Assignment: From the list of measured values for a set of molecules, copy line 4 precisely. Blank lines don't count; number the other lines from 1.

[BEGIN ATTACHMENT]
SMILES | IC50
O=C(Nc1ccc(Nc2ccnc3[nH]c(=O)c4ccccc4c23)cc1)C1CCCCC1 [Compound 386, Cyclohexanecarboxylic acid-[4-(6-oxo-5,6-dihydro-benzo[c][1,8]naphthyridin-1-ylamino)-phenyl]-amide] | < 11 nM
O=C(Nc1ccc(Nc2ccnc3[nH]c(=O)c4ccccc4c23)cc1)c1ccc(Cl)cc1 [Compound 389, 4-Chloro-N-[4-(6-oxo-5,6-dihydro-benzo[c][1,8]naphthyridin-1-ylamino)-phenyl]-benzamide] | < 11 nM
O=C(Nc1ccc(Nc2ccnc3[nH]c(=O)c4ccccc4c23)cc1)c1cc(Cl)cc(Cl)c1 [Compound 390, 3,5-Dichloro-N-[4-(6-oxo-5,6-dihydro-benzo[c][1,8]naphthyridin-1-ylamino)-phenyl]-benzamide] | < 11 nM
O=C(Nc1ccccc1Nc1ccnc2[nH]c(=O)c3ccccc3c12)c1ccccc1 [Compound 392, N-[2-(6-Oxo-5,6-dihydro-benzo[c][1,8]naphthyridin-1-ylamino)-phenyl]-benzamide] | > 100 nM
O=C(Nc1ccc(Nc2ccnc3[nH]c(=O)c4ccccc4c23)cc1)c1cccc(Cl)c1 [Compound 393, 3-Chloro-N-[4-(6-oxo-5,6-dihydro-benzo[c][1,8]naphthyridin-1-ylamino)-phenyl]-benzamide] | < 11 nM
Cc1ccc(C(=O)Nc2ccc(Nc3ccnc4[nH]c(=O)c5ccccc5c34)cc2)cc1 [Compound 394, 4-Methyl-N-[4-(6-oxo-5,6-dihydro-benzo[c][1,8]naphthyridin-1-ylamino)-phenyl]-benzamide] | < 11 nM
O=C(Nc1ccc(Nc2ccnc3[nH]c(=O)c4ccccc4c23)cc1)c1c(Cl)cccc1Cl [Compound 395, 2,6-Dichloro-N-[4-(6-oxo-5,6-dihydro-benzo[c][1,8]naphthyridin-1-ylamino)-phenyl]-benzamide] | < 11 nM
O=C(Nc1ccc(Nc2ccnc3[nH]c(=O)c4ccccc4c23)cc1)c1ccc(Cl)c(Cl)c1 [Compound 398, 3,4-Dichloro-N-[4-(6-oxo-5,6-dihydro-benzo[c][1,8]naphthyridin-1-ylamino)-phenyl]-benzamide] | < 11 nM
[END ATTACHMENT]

O=C(Nc1ccc(Nc2ccnc3[nH]c(=O)c4ccccc4c23)cc1)c1cc(Cl)cc(Cl)c1 [Compound 390, 3,5-Dichloro-N-[4-(6-oxo-5,6-dihydro-benzo[c][1,8]naphthyridin-1-ylamino)-phenyl]-benzamide] | < 11 nM